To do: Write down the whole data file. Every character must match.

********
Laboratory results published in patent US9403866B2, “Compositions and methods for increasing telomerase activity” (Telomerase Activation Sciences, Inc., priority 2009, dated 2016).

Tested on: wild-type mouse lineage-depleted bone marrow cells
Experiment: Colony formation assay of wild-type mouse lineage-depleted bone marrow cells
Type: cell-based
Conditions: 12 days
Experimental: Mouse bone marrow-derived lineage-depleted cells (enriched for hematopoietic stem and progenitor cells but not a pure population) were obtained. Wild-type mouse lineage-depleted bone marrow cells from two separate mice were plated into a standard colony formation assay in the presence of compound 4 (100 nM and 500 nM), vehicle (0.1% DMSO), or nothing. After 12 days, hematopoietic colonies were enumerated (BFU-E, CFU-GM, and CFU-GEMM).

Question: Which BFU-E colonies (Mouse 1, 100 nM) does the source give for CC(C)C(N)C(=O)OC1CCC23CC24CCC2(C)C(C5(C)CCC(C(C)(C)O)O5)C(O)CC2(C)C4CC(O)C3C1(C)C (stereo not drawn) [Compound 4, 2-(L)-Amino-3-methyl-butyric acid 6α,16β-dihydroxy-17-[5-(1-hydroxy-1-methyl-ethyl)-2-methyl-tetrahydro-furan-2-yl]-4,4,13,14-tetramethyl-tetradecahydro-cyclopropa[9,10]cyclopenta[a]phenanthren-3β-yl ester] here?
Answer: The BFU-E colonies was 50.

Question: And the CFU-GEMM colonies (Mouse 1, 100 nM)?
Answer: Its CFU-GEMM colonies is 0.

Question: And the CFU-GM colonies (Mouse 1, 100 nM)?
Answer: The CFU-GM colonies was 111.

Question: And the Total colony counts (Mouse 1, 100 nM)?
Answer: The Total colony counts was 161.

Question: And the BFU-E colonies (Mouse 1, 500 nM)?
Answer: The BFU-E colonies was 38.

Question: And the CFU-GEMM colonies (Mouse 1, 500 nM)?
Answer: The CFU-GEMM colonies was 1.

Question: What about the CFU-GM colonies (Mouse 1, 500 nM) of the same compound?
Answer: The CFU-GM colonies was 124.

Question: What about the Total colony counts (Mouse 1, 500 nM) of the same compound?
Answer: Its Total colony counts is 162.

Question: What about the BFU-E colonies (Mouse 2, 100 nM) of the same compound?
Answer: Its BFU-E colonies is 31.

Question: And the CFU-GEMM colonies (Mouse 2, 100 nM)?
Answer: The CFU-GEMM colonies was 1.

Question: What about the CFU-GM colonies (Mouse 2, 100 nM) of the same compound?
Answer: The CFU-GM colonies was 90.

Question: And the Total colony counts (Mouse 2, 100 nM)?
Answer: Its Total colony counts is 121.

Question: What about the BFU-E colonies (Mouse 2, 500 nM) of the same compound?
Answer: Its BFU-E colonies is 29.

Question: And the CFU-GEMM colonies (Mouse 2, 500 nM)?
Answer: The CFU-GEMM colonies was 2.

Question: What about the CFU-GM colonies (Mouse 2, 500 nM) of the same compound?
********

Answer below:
Laboratory results published in patent US9403866B2, “Compositions and methods for increasing telomerase activity” (Telomerase Activation Sciences, Inc., priority 2009, dated 2016).

Tested on: wild-type mouse lineage-depleted bone marrow cells
Experiment: Colony formation assay of wild-type mouse lineage-depleted bone marrow cells
Type: cell-based
Conditions: 12 days
Experimental: Mouse bone marrow-derived lineage-depleted cells (enriched for hematopoietic stem and progenitor cells but not a pure population) were obtained. Wild-type mouse lineage-depleted bone marrow cells from two separate mice were plated into a standard colony formation assay in the presence of compound 4 (100 nM and 500 nM), vehicle (0.1% DMSO), or nothing. After 12 days, hematopoietic colonies were enumerated (BFU-E, CFU-GM, and CFU-GEMM).

Question: Which BFU-E colonies (Mouse 1, 100 nM) does the source give for CC(C)C(N)C(=O)OC1CCC23CC24CCC2(C)C(C5(C)CCC(C(C)(C)O)O5)C(O)CC2(C)C4CC(O)C3C1(C)C (stereo not drawn) [Compound 4, 2-(L)-Amino-3-methyl-butyric acid 6α,16β-dihydroxy-17-[5-(1-hydroxy-1-methyl-ethyl)-2-methyl-tetrahydro-furan-2-yl]-4,4,13,14-tetramethyl-tetradecahydro-cyclopropa[9,10]cyclopenta[a]phenanthren-3β-yl ester] here?
Answer: The BFU-E colonies was 50.

Question: And the CFU-GEMM colonies (Mouse 1, 100 nM)?
Answer: Its CFU-GEMM colonies is 0.

Question: And the CFU-GM colonies (Mouse 1, 100 nM)?
Answer: The CFU-GM colonies was 111.

Question: And the Total colony counts (Mouse 1, 100 nM)?
Answer: The Total colony counts was 161.

Question: And the BFU-E colonies (Mouse 1, 500 nM)?
Answer: The BFU-E colonies was 38.

Question: And the CFU-GEMM colonies (Mouse 1, 500 nM)?
Answer: The CFU-GEMM colonies was 1.

Question: What about the CFU-GM colonies (Mouse 1, 500 nM) of the same compound?
Answer: The CFU-GM colonies was 124.

Question: What about the Total colony counts (Mouse 1, 500 nM) of the same compound?
Answer: Its Total colony counts is 162.

Question: What about the BFU-E colonies (Mouse 2, 100 nM) of the same compound?
Answer: Its BFU-E colonies is 31.

Question: And the CFU-GEMM colonies (Mouse 2, 100 nM)?
Answer: The CFU-GEMM colonies was 1.

Question: What about the CFU-GM colonies (Mouse 2, 100 nM) of the same compound?
Answer: The CFU-GM colonies was 90.

Question: And the Total colony counts (Mouse 2, 100 nM)?
Answer: Its Total colony counts is 121.

Question: What about the BFU-E colonies (Mouse 2, 500 nM) of the same compound?
Answer: Its BFU-E colonies is 29.

Question: And the CFU-GEMM colonies (Mouse 2, 500 nM)?
Answer: The CFU-GEMM colonies was 2.

Question: What about the CFU-GM colonies (Mouse 2, 500 nM) of the same compound?